During the next five years, the fortunes of the great Irish question fluctuated with the exigencies of Imperial parties. The second American war had closed, if not gloriously, at least without considerable loss to England; Napoleon had exchanged Elba for St. Helena: Wellington was the Achilles of the Empire, and Castlereagh its Ulysses. Yet it was not in the nature of those free Islanders, the danger and pressure of foreign war removed, to remain always indifferent to the two great questions of domestic policy--Catholic Emancipation and Parliamentary Reform. In the session of 1816, a motion of Sir John Newport's to inquire into the state of Ireland, was successfully resisted by Sir Robert Peel, but the condition and state of public feeling in England could not be as well ignored by a Parliament sitting in London. In returning from the opening of the Houses in January, 1817, the Regent was hooted in the street, and his carriage riddled with stones. A reward of 1,000 pounds, issued for the apprehension of the ringleaders, only gave additional eclat to the fact, without leading to the apprehension of the assailants.

The personal unpopularity of the Regent seems to have increased, in proportion as death removed from him all those who stood nearest to the throne. In November, 1817, his oldest child, the Princess Charlotte, married to Leopold, since King of Belgium, died in childbed; in 1818, the aged Queen Charlotte died; in January, 1820, the old King, in the eighty-second year of his age, departed this life. Immediately afterwards the former Princess of Wales, long separated from her profligate husband, returned from the Continent to claim her rightful position as Queen Consort. The disgraceful accusations brought against her, the trial before the House of Lords which followed, the courage and eloquence of her counsel, Brougham and Denman, the eagerness with which the people made her cause their own, are all well remembered events, and all beside the purpose of this history. The unfortunate lady died after a short illness, on the 7th of August, 1821; the same month in which Ms Majesty--George IV. --departed on that Irish journey, so satirized in the undying verse of Moore and Byron.

Two other deaths, far more affecting than any among the mortalities of royalty, marked the period at which we have arrived. These were the death of Curran in 1817, and the death of Grattan, in 1820.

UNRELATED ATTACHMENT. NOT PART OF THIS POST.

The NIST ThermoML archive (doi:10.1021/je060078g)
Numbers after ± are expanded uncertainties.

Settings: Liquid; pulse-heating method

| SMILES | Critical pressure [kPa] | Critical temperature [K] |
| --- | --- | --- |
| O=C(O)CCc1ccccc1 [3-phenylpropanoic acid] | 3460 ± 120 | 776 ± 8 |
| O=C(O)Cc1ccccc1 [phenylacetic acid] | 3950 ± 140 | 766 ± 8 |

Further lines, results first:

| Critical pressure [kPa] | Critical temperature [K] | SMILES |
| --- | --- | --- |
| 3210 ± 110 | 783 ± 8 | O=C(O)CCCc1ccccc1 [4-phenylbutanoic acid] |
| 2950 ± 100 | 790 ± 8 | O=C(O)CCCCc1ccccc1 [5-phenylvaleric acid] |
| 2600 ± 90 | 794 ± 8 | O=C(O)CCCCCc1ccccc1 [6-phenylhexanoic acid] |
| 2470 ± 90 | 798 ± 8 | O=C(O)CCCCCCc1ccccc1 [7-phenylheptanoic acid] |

Curran, after his failure to be returned for Newry, in 1812, had never again attempted public life. He remained in his office of Master of the Rolls, but his health began to fail sensibly. During the summers of 1816 and '17, he sought for recreation in Scotland, England and France, but the charm which travel could not give--the charm of a cheerful spirit--was wanting. In October, 1817, his friend, Charles Phillips, was suddenly called to his bed-side at Brompton, near London, and found him with one side of his face and body paralyzed cold. "And this was all," says his friend, "that remained of Curran--the light of society--the glory of the forum-- the Fabricius of the senate--the idol of his country." Yes! even to less than this, was he soon to sink. On the evening of the 14th of October, he expired, in the 68th year of his age, leaving a public reputation as free from blemish as ever did any man who had acted a leading part, in times like those through which he had passed. He was interred in London, but twenty years afterwards, the committee of the Glasnevin Cemetery, near Dublin, obtained permission of his representatives to remove his ashes to their grounds, where they now finally repose. A tomb modelled from the tomb of Scipio covers the grave, bearing the simple but sufficient inscription--CURRAN. Thus was fulfilled the words he had uttered long before--"The last duties will be paid by that country on which they are devolved; nor will it be for charity that a little earth will be given to my bones. Tenderly will those duties be paid, as the debt of well-earned affection, and of gratitude not ashamed of her tears."